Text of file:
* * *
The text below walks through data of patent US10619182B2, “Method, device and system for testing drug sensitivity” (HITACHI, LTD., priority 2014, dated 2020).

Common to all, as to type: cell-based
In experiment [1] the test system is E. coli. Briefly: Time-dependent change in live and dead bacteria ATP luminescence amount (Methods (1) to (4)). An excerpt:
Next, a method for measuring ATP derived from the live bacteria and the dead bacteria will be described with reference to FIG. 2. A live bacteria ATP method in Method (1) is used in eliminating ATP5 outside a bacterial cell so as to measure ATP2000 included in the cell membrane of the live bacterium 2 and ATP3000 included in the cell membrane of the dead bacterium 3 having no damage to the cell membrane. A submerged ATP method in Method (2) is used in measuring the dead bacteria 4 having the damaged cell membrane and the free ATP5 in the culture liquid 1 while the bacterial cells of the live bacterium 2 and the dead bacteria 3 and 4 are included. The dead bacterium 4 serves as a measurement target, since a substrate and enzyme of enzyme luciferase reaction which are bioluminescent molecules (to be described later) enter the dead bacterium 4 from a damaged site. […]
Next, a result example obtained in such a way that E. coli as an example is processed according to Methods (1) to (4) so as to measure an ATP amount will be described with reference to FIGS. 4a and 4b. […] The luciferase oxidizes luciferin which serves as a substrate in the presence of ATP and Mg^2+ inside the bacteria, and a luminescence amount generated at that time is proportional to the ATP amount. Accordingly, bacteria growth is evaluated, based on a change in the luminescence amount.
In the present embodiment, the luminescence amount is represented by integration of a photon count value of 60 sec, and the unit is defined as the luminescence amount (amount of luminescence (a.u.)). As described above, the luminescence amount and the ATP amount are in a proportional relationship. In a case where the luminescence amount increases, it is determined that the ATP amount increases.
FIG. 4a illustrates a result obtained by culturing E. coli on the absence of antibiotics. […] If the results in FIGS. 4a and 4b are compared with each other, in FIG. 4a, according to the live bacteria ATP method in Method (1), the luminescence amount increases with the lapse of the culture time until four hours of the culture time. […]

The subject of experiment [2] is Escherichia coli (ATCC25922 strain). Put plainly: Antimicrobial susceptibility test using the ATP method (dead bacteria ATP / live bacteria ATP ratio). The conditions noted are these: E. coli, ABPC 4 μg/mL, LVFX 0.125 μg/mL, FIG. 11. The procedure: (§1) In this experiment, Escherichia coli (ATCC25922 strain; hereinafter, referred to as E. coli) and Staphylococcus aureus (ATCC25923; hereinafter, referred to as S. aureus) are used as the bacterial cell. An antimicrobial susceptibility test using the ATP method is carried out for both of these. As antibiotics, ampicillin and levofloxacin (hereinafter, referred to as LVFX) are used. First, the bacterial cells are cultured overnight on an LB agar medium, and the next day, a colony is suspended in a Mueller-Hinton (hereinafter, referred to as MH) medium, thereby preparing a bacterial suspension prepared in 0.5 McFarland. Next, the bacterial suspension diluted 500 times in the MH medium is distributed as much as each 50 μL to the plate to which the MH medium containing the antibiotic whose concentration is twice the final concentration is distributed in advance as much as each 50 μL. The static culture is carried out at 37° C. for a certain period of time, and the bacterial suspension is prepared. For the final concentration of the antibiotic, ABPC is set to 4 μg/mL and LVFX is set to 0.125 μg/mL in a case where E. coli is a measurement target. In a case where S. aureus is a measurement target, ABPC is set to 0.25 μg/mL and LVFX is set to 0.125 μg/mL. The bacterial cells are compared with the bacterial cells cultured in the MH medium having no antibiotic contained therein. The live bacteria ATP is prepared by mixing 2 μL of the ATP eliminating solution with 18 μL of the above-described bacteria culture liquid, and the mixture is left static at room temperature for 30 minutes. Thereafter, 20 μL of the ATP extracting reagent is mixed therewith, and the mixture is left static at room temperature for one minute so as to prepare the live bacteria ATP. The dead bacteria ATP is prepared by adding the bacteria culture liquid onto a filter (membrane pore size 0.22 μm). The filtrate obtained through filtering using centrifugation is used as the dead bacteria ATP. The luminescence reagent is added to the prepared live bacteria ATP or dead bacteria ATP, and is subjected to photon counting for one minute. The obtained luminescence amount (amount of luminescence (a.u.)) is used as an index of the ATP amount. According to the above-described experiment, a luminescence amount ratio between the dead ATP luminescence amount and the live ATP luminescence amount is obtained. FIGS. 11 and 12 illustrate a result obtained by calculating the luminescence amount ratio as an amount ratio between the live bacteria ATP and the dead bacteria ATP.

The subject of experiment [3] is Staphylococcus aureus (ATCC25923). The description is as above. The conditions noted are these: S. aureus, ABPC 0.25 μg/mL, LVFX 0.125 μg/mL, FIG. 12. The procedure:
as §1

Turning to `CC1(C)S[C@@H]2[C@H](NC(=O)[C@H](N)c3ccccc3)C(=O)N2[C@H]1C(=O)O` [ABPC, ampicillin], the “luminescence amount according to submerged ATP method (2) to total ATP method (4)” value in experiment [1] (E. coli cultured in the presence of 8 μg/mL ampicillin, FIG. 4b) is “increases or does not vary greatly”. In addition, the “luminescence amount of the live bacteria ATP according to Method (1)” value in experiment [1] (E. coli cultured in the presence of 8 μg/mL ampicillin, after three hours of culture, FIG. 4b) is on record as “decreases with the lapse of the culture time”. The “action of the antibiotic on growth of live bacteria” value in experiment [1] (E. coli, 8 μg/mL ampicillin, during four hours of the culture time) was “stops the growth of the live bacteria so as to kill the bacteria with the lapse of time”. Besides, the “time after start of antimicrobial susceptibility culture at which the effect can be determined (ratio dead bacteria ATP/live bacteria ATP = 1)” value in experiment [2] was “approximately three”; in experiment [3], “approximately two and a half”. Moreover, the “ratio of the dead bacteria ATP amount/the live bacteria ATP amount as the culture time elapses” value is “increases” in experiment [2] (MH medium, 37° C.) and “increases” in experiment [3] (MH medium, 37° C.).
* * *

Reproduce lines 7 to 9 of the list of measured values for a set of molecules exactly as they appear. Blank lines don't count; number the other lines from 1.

FIG. 4a illustrates a result obtained by culturing E. coli on the absence of antibiotics. […] If the results in FIGS. 4a and 4b are compared with each other, in FIG. 4a, according to the live bacteria ATP method in Method (1), the luminescence amount increases with the lapse of the culture time until four hours of the culture time. […]

The subject of experiment [2] is Escherichia coli (ATCC25922 strain). Put plainly: Antimicrobial susceptibility test using the ATP method (dead bacteria ATP / live bacteria ATP ratio). The conditions noted are these: E. coli, ABPC 4 μg/mL, LVFX 0.125 μg/mL, FIG. 11. The procedure: (§1) In this experiment, Escherichia coli (ATCC25922 strain; hereinafter, referred to as E. coli) and Staphylococcus aureus (ATCC25923; hereinafter, referred to as S. aureus) are used as the bacterial cell. An antimicrobial susceptibility test using the ATP method is carried out for both of these. As antibiotics, ampicillin and levofloxacin (hereinafter, referred to as LVFX) are used. First, the bacterial cells are cultured overnight on an LB agar medium, and the next day, a colony is suspended in a Mueller-Hinton (hereinafter, referred to as MH) medium, thereby preparing a bacterial suspension prepared in 0.5 McFarland. Next, the bacterial suspension diluted 500 times in the MH medium is distributed as much as each 50 μL to the plate to which the MH medium containing the antibiotic whose concentration is twice the final concentration is distributed in advance as much as each 50 μL. The static culture is carried out at 37° C. for a certain period of time, and the bacterial suspension is prepared. For the final concentration of the antibiotic, ABPC is set to 4 μg/mL and LVFX is set to 0.125 μg/mL in a case where E. coli is a measurement target. In a case where S. aureus is a measurement target, ABPC is set to 0.25 μg/mL and LVFX is set to 0.125 μg/mL. The bacterial cells are compared with the bacterial cells cultured in the MH medium having no antibiotic contained therein. The live bacteria ATP is prepared by mixing 2 μL of the ATP eliminating solution with 18 μL of the above-described bacteria culture liquid, and the mixture is left static at room temperature for 30 minutes. Thereafter, 20 μL of the ATP extracting reagent is mixed therewith, and the mixture is left static at room temperature for one minute so as to prepare the live bacteria ATP. The dead bacteria ATP is prepared by adding the bacteria culture liquid onto a filter (membrane pore size 0.22 μm). The filtrate obtained through filtering using centrifugation is used as the dead bacteria ATP. The luminescence reagent is added to the prepared live bacteria ATP or dead bacteria ATP, and is subjected to photon counting for one minute. The obtained luminescence amount (amount of luminescence (a.u.)) is used as an index of the ATP amount. According to the above-described experiment, a luminescence amount ratio between the dead ATP luminescence amount and the live ATP luminescence amount is obtained. FIGS. 11 and 12 illustrate a result obtained by calculating the luminescence amount ratio as an amount ratio between the live bacteria ATP and the dead bacteria ATP.

The subject of experiment [3] is Staphylococcus aureus (ATCC25923). The description is as above. The conditions noted are these: S. aureus, ABPC 0.25 μg/mL, LVFX 0.125 μg/mL, FIG. 12. The procedure: